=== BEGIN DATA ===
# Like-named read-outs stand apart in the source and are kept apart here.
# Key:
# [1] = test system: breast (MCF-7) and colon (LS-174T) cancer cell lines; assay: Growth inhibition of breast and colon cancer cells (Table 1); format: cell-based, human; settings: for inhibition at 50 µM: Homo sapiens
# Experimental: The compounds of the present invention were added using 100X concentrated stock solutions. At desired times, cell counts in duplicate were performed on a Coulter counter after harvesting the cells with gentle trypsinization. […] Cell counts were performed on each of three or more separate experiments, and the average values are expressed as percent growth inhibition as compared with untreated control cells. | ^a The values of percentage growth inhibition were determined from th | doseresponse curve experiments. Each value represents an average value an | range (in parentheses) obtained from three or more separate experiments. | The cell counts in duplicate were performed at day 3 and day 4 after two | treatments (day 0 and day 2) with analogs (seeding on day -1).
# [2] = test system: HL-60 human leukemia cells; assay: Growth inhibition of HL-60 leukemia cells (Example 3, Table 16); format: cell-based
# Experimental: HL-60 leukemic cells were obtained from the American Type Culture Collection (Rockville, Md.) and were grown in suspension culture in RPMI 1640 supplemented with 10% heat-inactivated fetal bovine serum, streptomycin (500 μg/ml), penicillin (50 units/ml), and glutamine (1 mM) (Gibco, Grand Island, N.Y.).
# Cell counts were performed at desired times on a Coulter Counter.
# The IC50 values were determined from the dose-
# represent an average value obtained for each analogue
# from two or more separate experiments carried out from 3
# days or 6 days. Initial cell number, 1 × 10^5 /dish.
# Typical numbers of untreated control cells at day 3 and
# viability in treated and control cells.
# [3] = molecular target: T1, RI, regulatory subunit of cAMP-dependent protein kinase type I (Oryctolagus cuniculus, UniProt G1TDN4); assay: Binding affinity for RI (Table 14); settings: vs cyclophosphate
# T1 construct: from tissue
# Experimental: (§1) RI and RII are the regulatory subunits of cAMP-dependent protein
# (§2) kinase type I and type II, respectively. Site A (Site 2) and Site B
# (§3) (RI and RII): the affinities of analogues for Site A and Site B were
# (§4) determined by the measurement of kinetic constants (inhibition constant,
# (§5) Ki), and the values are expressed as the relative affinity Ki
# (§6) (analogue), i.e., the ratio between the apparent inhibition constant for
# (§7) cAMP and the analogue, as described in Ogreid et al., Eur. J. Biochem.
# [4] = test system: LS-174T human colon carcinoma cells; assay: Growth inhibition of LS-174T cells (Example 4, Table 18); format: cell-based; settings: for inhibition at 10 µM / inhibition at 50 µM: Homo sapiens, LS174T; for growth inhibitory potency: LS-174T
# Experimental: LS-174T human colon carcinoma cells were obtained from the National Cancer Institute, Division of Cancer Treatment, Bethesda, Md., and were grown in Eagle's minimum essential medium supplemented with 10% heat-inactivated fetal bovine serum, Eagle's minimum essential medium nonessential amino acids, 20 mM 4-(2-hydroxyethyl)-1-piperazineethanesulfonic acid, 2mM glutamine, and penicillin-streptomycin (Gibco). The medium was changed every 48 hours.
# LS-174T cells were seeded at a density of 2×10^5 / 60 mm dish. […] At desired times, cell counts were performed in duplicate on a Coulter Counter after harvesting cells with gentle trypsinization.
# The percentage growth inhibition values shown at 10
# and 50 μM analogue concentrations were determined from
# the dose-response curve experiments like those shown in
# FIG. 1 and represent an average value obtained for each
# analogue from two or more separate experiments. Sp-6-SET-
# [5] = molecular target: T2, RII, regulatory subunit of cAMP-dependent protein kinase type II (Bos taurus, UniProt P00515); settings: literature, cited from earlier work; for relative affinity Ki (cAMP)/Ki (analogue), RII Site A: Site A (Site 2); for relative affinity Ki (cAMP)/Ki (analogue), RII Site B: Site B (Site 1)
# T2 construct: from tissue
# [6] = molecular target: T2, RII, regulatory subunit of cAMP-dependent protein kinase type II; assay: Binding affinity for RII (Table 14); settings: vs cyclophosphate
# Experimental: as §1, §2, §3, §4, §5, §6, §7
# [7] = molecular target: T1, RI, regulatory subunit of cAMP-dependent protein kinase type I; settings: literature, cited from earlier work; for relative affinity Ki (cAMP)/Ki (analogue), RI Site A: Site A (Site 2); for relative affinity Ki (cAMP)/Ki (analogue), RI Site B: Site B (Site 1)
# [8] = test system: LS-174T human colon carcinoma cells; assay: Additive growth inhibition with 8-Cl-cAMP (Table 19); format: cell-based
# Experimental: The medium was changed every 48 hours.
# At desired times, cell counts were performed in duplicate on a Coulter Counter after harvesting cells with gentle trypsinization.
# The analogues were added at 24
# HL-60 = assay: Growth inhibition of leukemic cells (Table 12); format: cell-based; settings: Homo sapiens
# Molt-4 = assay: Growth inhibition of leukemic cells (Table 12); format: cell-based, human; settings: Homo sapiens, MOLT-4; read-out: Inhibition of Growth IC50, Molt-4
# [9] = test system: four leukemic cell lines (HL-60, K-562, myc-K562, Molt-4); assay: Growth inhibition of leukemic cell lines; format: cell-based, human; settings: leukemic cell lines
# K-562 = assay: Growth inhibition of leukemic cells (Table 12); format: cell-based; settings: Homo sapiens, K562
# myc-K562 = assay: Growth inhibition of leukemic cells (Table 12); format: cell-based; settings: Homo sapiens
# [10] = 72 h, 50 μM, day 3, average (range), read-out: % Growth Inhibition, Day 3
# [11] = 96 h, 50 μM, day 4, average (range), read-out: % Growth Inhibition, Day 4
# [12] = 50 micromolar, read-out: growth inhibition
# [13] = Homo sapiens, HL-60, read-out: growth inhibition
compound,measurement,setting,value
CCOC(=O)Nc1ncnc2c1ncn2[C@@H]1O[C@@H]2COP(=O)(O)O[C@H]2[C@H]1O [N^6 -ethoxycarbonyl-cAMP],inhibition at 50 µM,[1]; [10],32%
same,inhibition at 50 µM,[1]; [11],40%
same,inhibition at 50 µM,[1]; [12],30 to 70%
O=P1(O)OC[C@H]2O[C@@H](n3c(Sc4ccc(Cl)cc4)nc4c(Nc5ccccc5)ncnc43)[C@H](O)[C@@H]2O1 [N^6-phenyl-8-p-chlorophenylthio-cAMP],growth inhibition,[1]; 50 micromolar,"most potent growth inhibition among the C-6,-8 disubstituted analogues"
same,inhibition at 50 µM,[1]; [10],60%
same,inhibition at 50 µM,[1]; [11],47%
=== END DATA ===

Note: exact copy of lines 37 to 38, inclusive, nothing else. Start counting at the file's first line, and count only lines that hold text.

# Experimental: The medium was changed every 48 hours.
# At desired times, cell counts were performed in duplicate on a Coulter Counter after harvesting cells with gentle trypsinization.